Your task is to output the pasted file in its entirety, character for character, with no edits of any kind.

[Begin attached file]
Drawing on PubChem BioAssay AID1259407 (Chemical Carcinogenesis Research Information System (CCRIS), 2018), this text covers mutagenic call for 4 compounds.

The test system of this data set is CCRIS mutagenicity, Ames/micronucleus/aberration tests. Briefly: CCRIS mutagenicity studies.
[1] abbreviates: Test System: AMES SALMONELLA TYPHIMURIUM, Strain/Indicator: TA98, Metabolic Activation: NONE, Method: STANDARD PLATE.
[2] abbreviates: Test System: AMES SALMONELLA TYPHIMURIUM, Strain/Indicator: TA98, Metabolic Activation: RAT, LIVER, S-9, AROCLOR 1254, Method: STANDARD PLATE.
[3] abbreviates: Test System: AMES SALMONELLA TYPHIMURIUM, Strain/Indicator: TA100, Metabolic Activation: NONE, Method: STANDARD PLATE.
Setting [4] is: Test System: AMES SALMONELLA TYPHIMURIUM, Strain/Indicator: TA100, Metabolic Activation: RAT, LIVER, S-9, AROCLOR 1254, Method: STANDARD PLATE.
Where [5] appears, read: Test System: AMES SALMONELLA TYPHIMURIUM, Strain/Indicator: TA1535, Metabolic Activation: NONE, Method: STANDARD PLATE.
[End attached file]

Drawing on PubChem BioAssay AID1259407 (Chemical Carcinogenesis Research Information System (CCRIS), 2018), this text covers mutagenic call for 4 compounds.

The test system of this data set is CCRIS mutagenicity, Ames/micronucleus/aberration tests. Briefly: CCRIS mutagenicity studies.
[1] abbreviates: Test System: AMES SALMONELLA TYPHIMURIUM, Strain/Indicator: TA98, Metabolic Activation: NONE, Method: STANDARD PLATE.
[2] abbreviates: Test System: AMES SALMONELLA TYPHIMURIUM, Strain/Indicator: TA98, Metabolic Activation: RAT, LIVER, S-9, AROCLOR 1254, Method: STANDARD PLATE.
[3] abbreviates: Test System: AMES SALMONELLA TYPHIMURIUM, Strain/Indicator: TA100, Metabolic Activation: NONE, Method: STANDARD PLATE.
Setting [4] is: Test System: AMES SALMONELLA TYPHIMURIUM, Strain/Indicator: TA100, Metabolic Activation: RAT, LIVER, S-9, AROCLOR 1254, Method: STANDARD PLATE.
Where [5] appears, read: Test System: AMES SALMONELLA TYPHIMURIUM, Strain/Indicator: TA1535, Metabolic Activation: NONE, Method: STANDARD PLATE.